Chas Emerick wrote:Chapter 19 in the book is officially titled 'Introducing Clojure to your workplace', but its secondary title is 'Sneaking Clojure Past the Boss'. I think I'll see about putting that up as a blog post or something, as questions about how to effectively bring Clojure into one's organization is a very common question.
I think this topic is worth a thread all of its own. I'll post my thoughts when I get back from lunch but figured it was worth having a placeholder for folks to voice concerns and suggestions.
A key aspect of Clojure is its interoperability with Java. You can write Clojure that exposes a traditional Java class API and you can package Clojure in a JAR file and use it in your Java world, just like any other library. Clojure itself is packaged as such a JAR file - Clojure 1.4.0's JAR file is about 3.4MB - and pretty much all pure Clojure libraries are tiny (just a few KB) because they're mostly distributed as source (and compiled to bytecode on first use in an application). This means you can use Clojure for any subcomponent of your system, design a class API for that and implement it entirely in Clojure, then package and distribute it to your colleagues, without them even needing to know it's not "Java Inside".
Similarly Clojure can interact with any existing Java libraries you already have so you don't need to reinvent any wheels - Clojure fits in on top of everything you already have, as well as being able to fit in underneath your existing Java infrastructure.
Perhaps one of Clojure's most powerful features is the ability to develop interactively in the REPL, allowing you to quickly build scripts and manipulate existing Java libraries and infrastructure in ways that simply are not possible in Java. Imagine demoing a Swing-based GUI to business stakeholders and being able to interactively modify it in real time, accepting their feedback, while the app is running? At that point they'll know it's not Java but they'll be impressed enough to want this new technology anyway.
I've actually volunteered for a collateral project to explore the benefits of the "up and coming JVM languages." It was meant to be just an academic paper that I would post on the company confluence site for everyone to ignore, but I've actually started to enjoy Clojure so it will probably end up being more. From all the papers I've read, videos I've watched, and the chapter from the book (thanks to the Book Promo contest I won), I've found quite a lot of selling points for Clojure. Not only just in and of itself, but also compared to any other technology that we could adopt.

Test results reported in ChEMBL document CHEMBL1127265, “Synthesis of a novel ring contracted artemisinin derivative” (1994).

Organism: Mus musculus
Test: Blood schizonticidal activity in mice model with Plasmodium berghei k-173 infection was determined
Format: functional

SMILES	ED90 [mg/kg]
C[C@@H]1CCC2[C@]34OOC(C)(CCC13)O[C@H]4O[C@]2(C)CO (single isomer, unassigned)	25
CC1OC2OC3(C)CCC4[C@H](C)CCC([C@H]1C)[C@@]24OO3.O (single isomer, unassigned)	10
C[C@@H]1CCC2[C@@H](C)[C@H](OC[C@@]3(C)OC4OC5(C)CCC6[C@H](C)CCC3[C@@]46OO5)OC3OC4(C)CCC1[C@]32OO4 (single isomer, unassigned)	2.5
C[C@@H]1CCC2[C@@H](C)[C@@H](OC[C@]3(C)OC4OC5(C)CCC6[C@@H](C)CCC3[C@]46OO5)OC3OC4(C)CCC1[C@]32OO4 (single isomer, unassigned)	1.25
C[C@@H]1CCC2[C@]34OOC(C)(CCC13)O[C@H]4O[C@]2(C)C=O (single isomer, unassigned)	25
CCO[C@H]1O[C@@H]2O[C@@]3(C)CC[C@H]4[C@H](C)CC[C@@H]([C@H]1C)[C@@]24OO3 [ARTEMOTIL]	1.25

There are some hurdles to overcome like a paradigm shift from over-used OOP to FP and the fact that it does have totally different syntax that seems a bit daunting at first. Still, if I can prove out all of the good points that I've seen I'll have a great case.
I saw Paul deGrandis's talk on Clojure-powered startups and he said that Clojure manages risk better than any other technology. That's definitely an underlying theme that would be good to have.
It will be interesting to see how my strategy works. I know "sneaking Clojure past the boss" is just tongue-in-cheek, but I'd like to think my boss is more open to good ideas so i can take a more head-on tactic.
When all you have is a hammer, everything looks like a thumb.
I've run into a few delays while trying to do this side project since I had to prepare for my java certification exam (which I passed) and do a lot of other non-programming tasks. So after four months I'm just now getting back into it. I've learned quite a bit of Clojure in the mean time and I've started thinking in more of a functional way.
I'm really leaning toward using a database example for my presentation. Some of the pain points with databases are messy queries, verbose prepared statements, and object-relational impedance mismatch.
On my github account I've started a Clojure project that uses clojure.java.jdbc and sqlKorma . I'll be adding to it over the course of next week. Since I'm using an Oracle database I'll post the tkprof output to show the performance.
If you run into any problems with java.jdbc and Oracle, let me know. I don't have an instance to run tests against so Oracle is "supported" only by virtue of testers in the field reporting bugs back to http://dev.clojure.org/jira/browse/JDBC and then me trying to fix the Oracle issues without breaking support for any other databases!
I'll be interested to hear what you think of Korma.